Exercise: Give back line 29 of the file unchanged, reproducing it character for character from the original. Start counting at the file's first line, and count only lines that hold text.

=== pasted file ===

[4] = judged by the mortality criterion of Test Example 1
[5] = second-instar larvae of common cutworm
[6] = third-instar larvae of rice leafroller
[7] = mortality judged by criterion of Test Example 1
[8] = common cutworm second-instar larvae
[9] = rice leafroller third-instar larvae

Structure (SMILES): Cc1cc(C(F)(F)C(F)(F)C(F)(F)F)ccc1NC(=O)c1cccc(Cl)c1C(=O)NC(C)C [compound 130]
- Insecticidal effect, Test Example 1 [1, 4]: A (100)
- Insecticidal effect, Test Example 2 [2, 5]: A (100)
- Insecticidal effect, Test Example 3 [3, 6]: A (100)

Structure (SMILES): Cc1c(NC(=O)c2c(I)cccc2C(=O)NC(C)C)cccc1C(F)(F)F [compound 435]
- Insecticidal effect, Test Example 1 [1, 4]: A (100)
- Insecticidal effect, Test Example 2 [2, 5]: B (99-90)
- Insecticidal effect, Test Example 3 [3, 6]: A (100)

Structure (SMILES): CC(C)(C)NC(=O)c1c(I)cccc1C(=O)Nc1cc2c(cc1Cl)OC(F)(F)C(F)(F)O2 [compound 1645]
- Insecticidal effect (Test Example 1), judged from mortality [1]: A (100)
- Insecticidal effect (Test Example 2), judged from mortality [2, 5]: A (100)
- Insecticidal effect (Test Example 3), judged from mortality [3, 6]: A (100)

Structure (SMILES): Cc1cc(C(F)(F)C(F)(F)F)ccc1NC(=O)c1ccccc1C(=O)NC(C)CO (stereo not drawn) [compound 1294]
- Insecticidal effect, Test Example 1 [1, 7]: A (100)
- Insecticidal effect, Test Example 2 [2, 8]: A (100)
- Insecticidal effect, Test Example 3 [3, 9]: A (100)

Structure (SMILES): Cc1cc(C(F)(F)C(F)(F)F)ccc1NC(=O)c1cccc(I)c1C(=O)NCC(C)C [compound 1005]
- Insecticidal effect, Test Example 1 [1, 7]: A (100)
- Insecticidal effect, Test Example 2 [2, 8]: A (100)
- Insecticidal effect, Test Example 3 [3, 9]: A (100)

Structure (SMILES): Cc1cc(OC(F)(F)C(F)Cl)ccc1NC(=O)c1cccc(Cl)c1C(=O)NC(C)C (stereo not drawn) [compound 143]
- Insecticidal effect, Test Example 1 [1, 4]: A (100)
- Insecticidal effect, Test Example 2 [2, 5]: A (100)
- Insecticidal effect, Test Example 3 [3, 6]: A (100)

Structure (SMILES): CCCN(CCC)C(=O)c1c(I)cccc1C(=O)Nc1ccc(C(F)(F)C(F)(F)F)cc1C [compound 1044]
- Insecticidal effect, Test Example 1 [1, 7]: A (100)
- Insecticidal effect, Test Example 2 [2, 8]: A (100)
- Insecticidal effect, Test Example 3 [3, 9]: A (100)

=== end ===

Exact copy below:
- Insecticidal effect, Test Example 2 [2, 5]: A (100)